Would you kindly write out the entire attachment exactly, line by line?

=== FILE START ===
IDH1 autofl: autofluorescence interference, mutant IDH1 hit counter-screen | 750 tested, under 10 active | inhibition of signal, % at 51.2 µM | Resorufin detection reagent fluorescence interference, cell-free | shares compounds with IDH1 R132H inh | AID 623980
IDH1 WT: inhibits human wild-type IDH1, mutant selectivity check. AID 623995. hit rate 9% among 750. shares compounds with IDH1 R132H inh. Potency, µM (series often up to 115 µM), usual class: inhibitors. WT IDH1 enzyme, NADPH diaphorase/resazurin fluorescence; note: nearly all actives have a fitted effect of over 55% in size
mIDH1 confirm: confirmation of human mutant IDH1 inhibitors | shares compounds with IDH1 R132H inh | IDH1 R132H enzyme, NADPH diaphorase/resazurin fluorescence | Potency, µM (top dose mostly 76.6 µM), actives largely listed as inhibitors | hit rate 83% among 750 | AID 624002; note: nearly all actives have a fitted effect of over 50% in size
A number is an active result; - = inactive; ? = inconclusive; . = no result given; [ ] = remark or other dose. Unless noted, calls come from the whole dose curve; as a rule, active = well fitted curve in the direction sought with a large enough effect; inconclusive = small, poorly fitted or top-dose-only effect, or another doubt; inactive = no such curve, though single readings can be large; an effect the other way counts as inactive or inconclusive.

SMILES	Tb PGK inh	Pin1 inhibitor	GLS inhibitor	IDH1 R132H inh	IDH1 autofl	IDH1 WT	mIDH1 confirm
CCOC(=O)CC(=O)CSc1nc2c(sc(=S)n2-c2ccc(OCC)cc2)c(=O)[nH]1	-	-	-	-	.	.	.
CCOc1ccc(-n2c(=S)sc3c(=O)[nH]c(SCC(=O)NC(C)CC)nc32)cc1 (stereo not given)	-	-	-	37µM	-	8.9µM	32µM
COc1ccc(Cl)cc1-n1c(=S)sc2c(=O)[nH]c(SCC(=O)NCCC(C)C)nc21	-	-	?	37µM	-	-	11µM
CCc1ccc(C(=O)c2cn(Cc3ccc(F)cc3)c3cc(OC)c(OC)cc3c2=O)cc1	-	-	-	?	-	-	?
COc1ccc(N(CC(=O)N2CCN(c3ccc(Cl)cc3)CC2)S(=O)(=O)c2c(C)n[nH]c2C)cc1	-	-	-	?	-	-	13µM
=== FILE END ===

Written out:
IDH1 autofl: autofluorescence interference, mutant IDH1 hit counter-screen | 750 tested, under 10 active | inhibition of signal, % at 51.2 µM | Resorufin detection reagent fluorescence interference, cell-free | shares compounds with IDH1 R132H inh | AID 623980
IDH1 WT: inhibits human wild-type IDH1, mutant selectivity check. AID 623995. hit rate 9% among 750. shares compounds with IDH1 R132H inh. Potency, µM (series often up to 115 µM), usual class: inhibitors. WT IDH1 enzyme, NADPH diaphorase/resazurin fluorescence; note: nearly all actives have a fitted effect of over 55% in size
mIDH1 confirm: confirmation of human mutant IDH1 inhibitors | shares compounds with IDH1 R132H inh | IDH1 R132H enzyme, NADPH diaphorase/resazurin fluorescence | Potency, µM (top dose mostly 76.6 µM), actives largely listed as inhibitors | hit rate 83% among 750 | AID 624002; note: nearly all actives have a fitted effect of over 50% in size
A number is an active result; - = inactive; ? = inconclusive; . = no result given; [ ] = remark or other dose. Unless noted, calls come from the whole dose curve; as a rule, active = well fitted curve in the direction sought with a large enough effect; inconclusive = small, poorly fitted or top-dose-only effect, or another doubt; inactive = no such curve, though single readings can be large; an effect the other way counts as inactive or inconclusive.

SMILES	Tb PGK inh	Pin1 inhibitor	GLS inhibitor	IDH1 R132H inh	IDH1 autofl	IDH1 WT	mIDH1 confirm
CCOC(=O)CC(=O)CSc1nc2c(sc(=S)n2-c2ccc(OCC)cc2)c(=O)[nH]1	-	-	-	-	.	.	.
CCOc1ccc(-n2c(=S)sc3c(=O)[nH]c(SCC(=O)NC(C)CC)nc32)cc1 (stereo not given)	-	-	-	37µM	-	8.9µM	32µM
COc1ccc(Cl)cc1-n1c(=S)sc2c(=O)[nH]c(SCC(=O)NCCC(C)C)nc21	-	-	?	37µM	-	-	11µM
CCc1ccc(C(=O)c2cn(Cc3ccc(F)cc3)c3cc(OC)c(OC)cc3c2=O)cc1	-	-	-	?	-	-	?
COc1ccc(N(CC(=O)N2CCN(c3ccc(Cl)cc3)CC2)S(=O)(=O)c2c(C)n[nH]c2C)cc1	-	-	-	?	-	-	13µM